Ironically, this complicated primary system actually benefitted Trump. He won delegates at a rate 1.22 times the amount of actual votes he received, a more skewed rate than any other candidate. Trump was able to gain the advantage because of these convoluted convention rules. The stars aligned for him in a way, as his close-margin wins happened to be the winner-take-all states like South Carolina, where he won 50 delegates after winning less than a third of the vote. Further, the amount of delegates that each state receives is based heavily on total state population, which, according to FiveThirtyEight, means that Republicans living in mostly ‘blue’ states have more voter ‘say’ than those living in predominantly ‘red’ states. A truly democratic primary process would be one in which the rules are consistent among states and each voter has an equal say; the delegate system would be revised or retired, allowing voters voices to be more directly heard and counted more equally.

Before 1972, the nomination process was hardly democratic. Candidates were chosen by party leaders without any consultation of the populace. Yet, the process could still be more direct and a more accurate representation of who the nation’s makeup. Some have blamed the reformation of this process for the rise of Trump, implying that a less popular process would bar candidates like him from election. Andrew Sullivan writes ‘the barriers to popular will…are now almost nonexistent’. Clearly, though, voters feel otherwise. If this election has demonstrated anything, it’s that a more opaque, elite decision would only add fuel to the fire, aggravating the very forces that brought Trump to power in the first place. No, the solution must be to travel down the other direction, to work to make the primary process a more inclusive, equal process for all involved.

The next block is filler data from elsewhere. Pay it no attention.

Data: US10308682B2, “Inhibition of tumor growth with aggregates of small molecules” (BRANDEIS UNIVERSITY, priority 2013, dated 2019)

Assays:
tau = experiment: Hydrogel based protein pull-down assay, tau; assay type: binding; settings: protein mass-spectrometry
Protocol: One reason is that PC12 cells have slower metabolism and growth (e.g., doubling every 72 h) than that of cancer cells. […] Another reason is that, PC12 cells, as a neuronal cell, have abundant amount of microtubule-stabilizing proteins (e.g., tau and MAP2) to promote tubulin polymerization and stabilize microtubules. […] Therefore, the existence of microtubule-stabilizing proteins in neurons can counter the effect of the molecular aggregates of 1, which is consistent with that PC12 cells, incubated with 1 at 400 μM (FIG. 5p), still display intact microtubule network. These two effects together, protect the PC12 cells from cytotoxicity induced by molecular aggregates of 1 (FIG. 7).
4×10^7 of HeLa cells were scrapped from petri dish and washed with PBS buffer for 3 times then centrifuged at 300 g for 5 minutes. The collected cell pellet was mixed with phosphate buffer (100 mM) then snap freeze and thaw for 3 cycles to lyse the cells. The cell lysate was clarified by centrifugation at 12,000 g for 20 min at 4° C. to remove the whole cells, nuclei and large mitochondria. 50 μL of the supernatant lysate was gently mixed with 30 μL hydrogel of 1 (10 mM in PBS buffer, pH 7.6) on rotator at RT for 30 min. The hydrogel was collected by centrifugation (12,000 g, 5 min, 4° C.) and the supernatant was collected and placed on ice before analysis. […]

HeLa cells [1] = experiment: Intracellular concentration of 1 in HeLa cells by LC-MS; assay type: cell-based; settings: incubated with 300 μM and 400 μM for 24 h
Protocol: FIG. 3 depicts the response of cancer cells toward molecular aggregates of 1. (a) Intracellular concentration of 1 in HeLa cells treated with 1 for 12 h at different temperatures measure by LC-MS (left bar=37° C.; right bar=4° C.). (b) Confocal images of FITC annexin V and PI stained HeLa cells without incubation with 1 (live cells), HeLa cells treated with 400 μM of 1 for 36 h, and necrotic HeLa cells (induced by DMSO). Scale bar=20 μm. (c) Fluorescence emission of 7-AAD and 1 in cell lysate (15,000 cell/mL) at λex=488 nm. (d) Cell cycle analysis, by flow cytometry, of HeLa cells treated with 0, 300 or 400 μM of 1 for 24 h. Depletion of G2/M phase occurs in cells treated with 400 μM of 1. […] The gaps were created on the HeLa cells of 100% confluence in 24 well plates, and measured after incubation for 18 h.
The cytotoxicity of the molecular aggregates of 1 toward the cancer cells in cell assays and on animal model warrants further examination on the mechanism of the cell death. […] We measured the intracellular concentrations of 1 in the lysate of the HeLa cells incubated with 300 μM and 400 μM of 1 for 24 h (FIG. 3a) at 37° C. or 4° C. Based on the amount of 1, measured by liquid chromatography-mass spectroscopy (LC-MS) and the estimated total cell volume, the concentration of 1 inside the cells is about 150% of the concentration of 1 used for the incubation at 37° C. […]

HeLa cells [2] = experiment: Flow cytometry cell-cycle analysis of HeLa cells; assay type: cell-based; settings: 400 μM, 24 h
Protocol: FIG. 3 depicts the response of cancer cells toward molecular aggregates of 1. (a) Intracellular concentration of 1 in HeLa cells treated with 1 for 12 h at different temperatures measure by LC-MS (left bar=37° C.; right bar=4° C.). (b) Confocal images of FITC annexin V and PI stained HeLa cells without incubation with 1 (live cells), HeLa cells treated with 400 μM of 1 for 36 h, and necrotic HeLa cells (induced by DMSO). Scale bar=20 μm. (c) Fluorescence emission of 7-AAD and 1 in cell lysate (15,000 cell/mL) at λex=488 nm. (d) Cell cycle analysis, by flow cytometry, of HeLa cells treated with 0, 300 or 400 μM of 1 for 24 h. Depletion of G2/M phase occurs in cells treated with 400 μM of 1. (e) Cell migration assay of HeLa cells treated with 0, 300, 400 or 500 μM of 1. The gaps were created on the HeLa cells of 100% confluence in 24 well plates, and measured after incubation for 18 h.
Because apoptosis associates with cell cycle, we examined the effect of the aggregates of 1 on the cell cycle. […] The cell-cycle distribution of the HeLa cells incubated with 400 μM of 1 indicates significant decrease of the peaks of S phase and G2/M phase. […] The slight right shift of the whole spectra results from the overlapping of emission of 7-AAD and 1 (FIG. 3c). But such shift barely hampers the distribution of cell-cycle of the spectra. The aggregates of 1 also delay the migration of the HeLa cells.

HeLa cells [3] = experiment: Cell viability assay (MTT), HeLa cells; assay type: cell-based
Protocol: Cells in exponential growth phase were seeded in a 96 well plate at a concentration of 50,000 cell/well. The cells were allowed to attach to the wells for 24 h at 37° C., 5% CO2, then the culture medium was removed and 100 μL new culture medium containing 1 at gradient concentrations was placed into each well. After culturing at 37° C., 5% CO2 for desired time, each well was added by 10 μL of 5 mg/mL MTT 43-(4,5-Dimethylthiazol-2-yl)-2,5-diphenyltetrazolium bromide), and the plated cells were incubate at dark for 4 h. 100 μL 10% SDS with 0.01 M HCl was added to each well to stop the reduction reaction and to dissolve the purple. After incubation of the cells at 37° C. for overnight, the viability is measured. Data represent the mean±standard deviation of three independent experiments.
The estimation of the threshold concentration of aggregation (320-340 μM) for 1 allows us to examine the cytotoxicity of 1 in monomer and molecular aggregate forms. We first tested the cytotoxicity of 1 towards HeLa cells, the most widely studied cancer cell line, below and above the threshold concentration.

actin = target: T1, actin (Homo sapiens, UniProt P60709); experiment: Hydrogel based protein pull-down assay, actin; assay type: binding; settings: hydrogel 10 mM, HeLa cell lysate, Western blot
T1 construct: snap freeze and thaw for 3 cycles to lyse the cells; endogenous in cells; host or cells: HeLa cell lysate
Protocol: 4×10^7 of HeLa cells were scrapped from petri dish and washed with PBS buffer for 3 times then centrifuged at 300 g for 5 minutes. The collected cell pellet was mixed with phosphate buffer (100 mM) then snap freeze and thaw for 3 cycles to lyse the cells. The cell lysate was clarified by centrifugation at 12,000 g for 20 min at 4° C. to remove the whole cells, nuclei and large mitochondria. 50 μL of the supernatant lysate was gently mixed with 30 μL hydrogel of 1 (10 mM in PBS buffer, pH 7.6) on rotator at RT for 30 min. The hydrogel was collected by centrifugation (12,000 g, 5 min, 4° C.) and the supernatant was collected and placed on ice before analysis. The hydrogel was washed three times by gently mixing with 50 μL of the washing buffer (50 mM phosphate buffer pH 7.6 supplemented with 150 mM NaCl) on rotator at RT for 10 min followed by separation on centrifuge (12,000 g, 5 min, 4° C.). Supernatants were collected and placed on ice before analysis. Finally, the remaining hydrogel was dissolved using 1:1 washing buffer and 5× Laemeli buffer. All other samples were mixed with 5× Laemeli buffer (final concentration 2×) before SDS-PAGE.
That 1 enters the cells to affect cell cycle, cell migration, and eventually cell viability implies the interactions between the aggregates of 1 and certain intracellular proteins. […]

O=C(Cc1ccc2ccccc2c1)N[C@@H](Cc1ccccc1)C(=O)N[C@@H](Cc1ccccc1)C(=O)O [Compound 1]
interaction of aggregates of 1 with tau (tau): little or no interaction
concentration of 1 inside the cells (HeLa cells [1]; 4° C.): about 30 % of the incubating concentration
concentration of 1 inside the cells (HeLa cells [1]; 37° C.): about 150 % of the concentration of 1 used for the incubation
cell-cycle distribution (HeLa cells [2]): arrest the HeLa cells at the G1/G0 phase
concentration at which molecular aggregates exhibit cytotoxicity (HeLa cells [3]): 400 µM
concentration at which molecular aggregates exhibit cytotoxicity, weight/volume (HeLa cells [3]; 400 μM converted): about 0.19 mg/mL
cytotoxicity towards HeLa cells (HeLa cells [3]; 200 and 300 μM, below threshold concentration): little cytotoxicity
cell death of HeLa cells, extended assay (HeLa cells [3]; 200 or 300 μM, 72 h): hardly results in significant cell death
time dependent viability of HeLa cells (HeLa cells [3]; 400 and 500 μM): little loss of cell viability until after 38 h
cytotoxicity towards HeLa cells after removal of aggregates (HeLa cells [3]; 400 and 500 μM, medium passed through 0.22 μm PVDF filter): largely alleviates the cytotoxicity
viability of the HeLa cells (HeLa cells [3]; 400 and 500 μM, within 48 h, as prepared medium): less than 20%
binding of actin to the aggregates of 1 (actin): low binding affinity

Therefore, it naturally follows that the need for more democracy in the race for the presidency extends to the general election. Like with the primaries, the electoral college feels overcomplicated and undemocratic. For instance, the system awards unequal voting power to states, favouring the ones with smaller populations. Like delegates, electors are the ones who actually vote for the candidates, technically unbound to the people they represent, and each state has its own voting rules, which can result in systematic problems like Florida’s use of the now-notorious butterfly ballots in 2000. Also like its primary prologue, the electoral college reinforces the two-party system, as its overwhelming ‘winner-take-all’ system often makes voting for an unlikely third-party like giving a vote to the least-favoured candidate.

Given the antiestablishment sentiment of this election season on both sides of the aisle, it’s clear that the people are demanding more, not less, democracy when it comes to choosing candidates. It’s time that the parties and policy-makers embrace this popular desire to choose and revise the electoral system, especially since doing so would likely prevent, not propel, extremist candidates like Trump.